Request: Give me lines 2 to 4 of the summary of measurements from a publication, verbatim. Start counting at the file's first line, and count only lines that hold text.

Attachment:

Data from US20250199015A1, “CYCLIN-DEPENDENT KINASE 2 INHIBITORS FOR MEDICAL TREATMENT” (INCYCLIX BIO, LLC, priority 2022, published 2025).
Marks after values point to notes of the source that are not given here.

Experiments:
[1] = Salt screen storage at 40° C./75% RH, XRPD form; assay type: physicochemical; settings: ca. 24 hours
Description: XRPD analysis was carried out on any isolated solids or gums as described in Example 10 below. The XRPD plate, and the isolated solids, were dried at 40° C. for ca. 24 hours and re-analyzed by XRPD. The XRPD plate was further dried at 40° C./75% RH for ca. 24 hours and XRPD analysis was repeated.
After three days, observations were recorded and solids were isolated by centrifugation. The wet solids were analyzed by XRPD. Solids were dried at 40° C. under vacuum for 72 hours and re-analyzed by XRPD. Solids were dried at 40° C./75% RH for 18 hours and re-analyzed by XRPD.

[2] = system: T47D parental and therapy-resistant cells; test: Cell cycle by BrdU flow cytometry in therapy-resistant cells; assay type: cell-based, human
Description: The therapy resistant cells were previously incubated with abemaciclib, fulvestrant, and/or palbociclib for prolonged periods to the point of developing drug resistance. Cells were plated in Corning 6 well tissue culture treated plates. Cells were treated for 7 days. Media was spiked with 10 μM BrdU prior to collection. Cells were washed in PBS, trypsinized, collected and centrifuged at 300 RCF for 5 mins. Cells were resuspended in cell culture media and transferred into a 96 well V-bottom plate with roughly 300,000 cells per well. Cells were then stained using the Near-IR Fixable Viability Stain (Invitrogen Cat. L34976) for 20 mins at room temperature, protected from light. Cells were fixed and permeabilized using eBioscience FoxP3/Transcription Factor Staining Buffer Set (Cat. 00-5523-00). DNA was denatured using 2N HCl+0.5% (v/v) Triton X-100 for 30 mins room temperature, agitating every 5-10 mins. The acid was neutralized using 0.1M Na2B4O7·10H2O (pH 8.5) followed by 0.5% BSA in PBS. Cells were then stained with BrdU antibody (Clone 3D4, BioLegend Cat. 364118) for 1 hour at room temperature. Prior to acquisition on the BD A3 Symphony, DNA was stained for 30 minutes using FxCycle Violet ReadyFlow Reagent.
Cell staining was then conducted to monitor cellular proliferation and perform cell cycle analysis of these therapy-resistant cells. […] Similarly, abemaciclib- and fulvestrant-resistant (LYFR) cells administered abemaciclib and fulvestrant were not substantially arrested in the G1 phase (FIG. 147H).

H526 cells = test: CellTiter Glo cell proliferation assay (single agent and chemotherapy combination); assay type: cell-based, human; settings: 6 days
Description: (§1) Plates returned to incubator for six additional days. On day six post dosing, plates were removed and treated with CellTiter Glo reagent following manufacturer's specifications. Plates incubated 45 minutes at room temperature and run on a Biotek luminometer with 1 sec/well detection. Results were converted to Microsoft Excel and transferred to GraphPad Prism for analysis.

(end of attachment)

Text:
Marks after values point to notes of the source that are not given here.

Experiments:
[1] = Salt screen storage at 40° C./75% RH, XRPD form; assay type: physicochemical; settings: ca. 24 hours